I started CGM last week. For those of you who may be unfamiliar, CGM stands for Continuous Glucose Monitoring, and it’s a device that measures my blood glucose levels every five minutes and communicates them with my insulin pump. In some ways, it’s the same as my FreeStyle Libre, with the exception that my FreeStyle doesn’t communicate with my pump.
Although having a device that instantly tells my pump whether it needs to suspend basal delivery because of a low and maintain a better percentage of “time in range,” it stands to reason that a more complicated device will theoretically have more issues. And I have found this to be true with CGM. The FreeStyle Libre has been good to me overall, providing little in the ways of problems and interfacing with my phone for a quick, easy means of checking my blood sugars.
When I started the insulin pump in early 2015, I was resistant to CGM. Hell, I was resistant to the pump itself, but the medical professionals through my work kept “encouraging” it, and since they were footing the bill I figured, why not? And no, that isn’t a brag about the fact my pump was covered by my medical insurance. I’m well aware that most people don’t have that benefit, so I’m grateful rather than bragging.
But given the potential violence of my work, I felt that it wouldn’t be ideal to have a device hanging off my gut, around the clock. I also didn’t want to feel tethered to a machine, having grown up watching my brother hooked to machines all his life. I conceded to try the pump, but I refused the CGM as it would be a second module attached to the body and I felt as though one was enough. I mean, come on! Life with Diabetes is difficult enough without turning myself into a cyborg, am I right?
My endocrinologist did it right; sneaking the FreeStyle Libre into my life, calling it the “poor man’s CGM” (although it’s far from being cheap, by any means) and allowing me to get comfortable with the prospect of a second device on my person. I have been using FreeStyle for about two years now, and with the advent of my new pump that I started mid-March (Presenting, The Medtronic 670G), I decided to stop being such a stubborn princess and try the CGM that my pump is designed for. (Don’t get any ideas, I’m the only one allowed to call me a princess… And maybe my wife…)
So, here are the problems… Because this is me, and of course there are problems… The first glucose sensor I installed at my pump training failed within hours. Either from a faulty sensor or from scar tissue (which I’ll be covering the day after tomorrow) we don’t know. But it was a pain in the ass, nonetheless. Installing the sensor is tedious, involving more steps than refilling the insulin pump AND using enough adhesive to make Red Green‘s duct tape jealous. (If you don’t know who that is, click on the link and I apologize for aging myself so severely)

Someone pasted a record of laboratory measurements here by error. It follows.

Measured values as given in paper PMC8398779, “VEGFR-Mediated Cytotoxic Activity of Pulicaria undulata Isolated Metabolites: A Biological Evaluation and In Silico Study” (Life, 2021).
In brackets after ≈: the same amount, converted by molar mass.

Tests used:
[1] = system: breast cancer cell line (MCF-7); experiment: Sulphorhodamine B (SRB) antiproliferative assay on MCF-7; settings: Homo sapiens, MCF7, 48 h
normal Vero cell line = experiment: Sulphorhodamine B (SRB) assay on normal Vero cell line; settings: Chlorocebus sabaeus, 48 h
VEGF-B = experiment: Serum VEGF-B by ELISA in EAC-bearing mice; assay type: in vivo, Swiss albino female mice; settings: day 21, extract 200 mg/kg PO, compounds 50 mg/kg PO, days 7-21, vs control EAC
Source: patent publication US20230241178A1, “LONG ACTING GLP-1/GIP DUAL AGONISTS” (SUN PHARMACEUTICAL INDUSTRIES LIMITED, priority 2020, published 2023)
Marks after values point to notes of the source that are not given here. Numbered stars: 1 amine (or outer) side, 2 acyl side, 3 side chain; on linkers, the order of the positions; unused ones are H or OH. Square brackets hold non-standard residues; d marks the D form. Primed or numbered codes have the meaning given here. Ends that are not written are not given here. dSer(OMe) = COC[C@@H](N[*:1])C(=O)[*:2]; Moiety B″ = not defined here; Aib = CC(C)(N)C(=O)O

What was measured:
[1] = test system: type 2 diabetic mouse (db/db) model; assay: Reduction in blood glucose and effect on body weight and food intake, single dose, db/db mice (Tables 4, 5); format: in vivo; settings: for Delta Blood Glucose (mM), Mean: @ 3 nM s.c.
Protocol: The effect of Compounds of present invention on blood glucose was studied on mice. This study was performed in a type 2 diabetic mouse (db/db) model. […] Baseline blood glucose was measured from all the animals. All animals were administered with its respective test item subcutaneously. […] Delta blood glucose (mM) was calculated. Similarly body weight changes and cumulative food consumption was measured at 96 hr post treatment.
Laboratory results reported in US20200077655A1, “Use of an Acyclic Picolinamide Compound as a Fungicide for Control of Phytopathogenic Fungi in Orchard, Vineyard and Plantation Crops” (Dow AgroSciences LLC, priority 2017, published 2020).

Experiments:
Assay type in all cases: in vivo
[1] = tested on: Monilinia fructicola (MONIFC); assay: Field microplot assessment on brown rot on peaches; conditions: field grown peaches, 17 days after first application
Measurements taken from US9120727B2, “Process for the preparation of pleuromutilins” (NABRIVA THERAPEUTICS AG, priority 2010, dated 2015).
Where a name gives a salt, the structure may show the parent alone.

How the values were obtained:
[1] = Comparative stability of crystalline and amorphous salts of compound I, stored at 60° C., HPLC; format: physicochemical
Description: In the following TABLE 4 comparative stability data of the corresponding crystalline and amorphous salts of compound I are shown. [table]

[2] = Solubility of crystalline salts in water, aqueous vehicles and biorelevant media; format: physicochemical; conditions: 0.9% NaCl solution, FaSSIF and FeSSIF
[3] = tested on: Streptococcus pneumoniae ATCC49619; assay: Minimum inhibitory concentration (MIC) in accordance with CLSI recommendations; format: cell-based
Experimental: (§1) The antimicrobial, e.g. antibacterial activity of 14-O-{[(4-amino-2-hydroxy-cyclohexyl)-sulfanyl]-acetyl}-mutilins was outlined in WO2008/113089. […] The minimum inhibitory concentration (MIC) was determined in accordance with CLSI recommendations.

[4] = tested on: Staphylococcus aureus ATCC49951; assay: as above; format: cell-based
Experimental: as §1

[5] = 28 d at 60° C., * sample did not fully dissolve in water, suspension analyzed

This happened last Monday. I was frustrated and I already felt as though the CGM would cause more problems than it was worth, so I shut the option off on my pump. I’m also a bit old school and it takes me a while to put the fate of my well-being in a machine I’m unfamiliar with (Not today, SkyNet!). On Tuesday, I went cycling with a friend and felt it wasn’t a great day to re-install, so I went without it. On Wednesday, I realized that I was actively avoiding it, so I installed a new sensor and started the whole thing up.
I also needed to demo the installation for my wife, who will be the one helping me install it on my tricep, should I decided to use that as a potential site (cue the naughty nurse jokes, here.) Here’s the thing: it’s been helpful. I’m eating an entire murder of crows admitting this, but having the ability to simply glance at my pump screen and see my trends and know what I may be currently sitting at has been nice. Also, my pump is set to automatically suspend my basal rates if I hit 4.0 mmol/L, making it a whole lot safer for me at night. Now, I just need to see how the device will hold up to extreme exercise or cycling, and how I’ll handle a punch to the gut when I return to karate, for the jury to fully have a verdict.
I guess my point behind all of this, besides pointing out how stubborn I am, is that although we don’t have a cure for Diabetes yet, technology has carried us lightyears beyond where we were in the early 80’s when I was diagnosed. When I think about the brick of a glucometer I used to carry around, only testing my blood once a day, “eat no sugar” being my only mantra and the fact that I was excused from most if not all sports due to the fact that “Diabetes makes it dangerous to play sports…” Pffft… what bullshit! If I only knew then what I know now. But I digress…
My point is that we’re getting there. Different technologies are at least making Diabetes manageable in ways it never could be, before. Will we have a cure someday? Like a significant percentage of the Canadian population, I sincerely hope so. I just don’t know if it’ll be within my lifetime. In the meantime, I’m well on my way to becoming a cyborg. ☯